I would recommend everyone to be a part of any society according to their interest areas - look outside your own department and be a part of something out of the box! 

I always wanted to learn more about hyperloop technology, and as a non-engineer, I could not have gotten a better chance to be a part of the team working on live projects. So my recommendation would be to log on to the Student Union website and check out all the societies you think you can be a part of and contribute to. 

In addition to StrathLoop, I was also involved with TedxStrathclyde in a video series on students' mental health, which is going to be published soon. 

Through these activities, I learnt a lot about the culture of Glasgow and made new friends during the pandemic, who acted as a huge support system to me. 

However, one more suggestion: Do not overwhelm yourself by getting involved in many societies and then not be able to contribute to it. Take your time, research, and then join. Be a part of a society where you can pitch your ideas, bring about a change and provide meaningful contributions. 

Extracurricular is a hugely important part of your university experience but so of course is the teaching! Through my course I connected with leaders in the industry who work in the policy sector and gained work experience at the Confederation of British Industry.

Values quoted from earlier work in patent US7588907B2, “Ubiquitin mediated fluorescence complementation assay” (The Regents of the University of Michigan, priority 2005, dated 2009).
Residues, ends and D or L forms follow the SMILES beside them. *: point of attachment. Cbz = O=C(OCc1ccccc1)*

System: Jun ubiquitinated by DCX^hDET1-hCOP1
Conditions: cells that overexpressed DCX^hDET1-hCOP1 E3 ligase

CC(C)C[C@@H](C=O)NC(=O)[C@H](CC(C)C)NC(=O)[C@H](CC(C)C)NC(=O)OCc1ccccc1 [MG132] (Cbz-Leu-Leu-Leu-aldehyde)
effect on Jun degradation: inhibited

The Fraser of Allander Institute offered me the most significant learning curve during my second semester as I contributed to building a report on Scottish Cities Outlook. This opportunity provided me with experience in bespoke economic research and how the consultancy arm of an institute works. It is a gateway to learn about the econometric models the Institute has previously developed to conduct research as one would in the job of an economist. Both these opportunities have been a massive learning curve during the first six months of 2021. 

My post-graduation plans are to work in the economics and policy sector in the UK. I am very excited to begin my career in the UK and even though economics is a tough market to get a job in, my course was very well-aligned, where I received training to work on real-world policy and economics issues and I am confident I will soon gain the employment I am looking for.

Students usually want to know about the course and the subjects but during this pandemic year, I have realised what’s also important is the people in the department and how supportive they are. I met many times with my lecturers regarding various topics, ranging from my summer project, assessment and work placements to career advice regarding the current job market. 

I think myself lucky to be a part of the Economics department at Strathclyde - I received great support in terms of gaining a quality education, work placements and mental health support. I am so glad and proud to be a part of Strathclyde's Economics Department